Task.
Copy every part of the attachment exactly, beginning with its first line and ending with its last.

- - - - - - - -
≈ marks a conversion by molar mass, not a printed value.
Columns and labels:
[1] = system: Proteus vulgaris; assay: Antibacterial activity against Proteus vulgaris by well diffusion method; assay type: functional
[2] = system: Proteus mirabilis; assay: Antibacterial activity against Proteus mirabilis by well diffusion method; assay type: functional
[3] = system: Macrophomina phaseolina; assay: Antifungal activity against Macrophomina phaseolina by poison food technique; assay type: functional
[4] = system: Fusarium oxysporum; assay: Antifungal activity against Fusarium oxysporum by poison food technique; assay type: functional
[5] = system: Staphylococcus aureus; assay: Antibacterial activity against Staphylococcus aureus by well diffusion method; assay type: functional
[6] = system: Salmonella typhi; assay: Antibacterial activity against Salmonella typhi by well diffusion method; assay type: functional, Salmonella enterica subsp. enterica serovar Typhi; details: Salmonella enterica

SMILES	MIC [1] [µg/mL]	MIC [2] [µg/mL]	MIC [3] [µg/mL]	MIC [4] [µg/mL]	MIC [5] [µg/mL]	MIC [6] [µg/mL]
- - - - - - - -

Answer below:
≈ marks a conversion by molar mass, not a printed value.
Columns and labels:
[1] = system: Proteus vulgaris; assay: Antibacterial activity against Proteus vulgaris by well diffusion method; assay type: functional
[2] = system: Proteus mirabilis; assay: Antibacterial activity against Proteus mirabilis by well diffusion method; assay type: functional
[3] = system: Macrophomina phaseolina; assay: Antifungal activity against Macrophomina phaseolina by poison food technique; assay type: functional
[4] = system: Fusarium oxysporum; assay: Antifungal activity against Fusarium oxysporum by poison food technique; assay type: functional
[5] = system: Staphylococcus aureus; assay: Antibacterial activity against Staphylococcus aureus by well diffusion method; assay type: functional
[6] = system: Salmonella typhi; assay: Antibacterial activity against Salmonella typhi by well diffusion method; assay type: functional, Salmonella enterica subsp. enterica serovar Typhi; details: Salmonella enterica

SMILES	MIC [1] [µg/mL]	MIC [2] [µg/mL]	MIC [3] [µg/mL]	MIC [4] [µg/mL]	MIC [5] [µg/mL]	MIC [6] [µg/mL]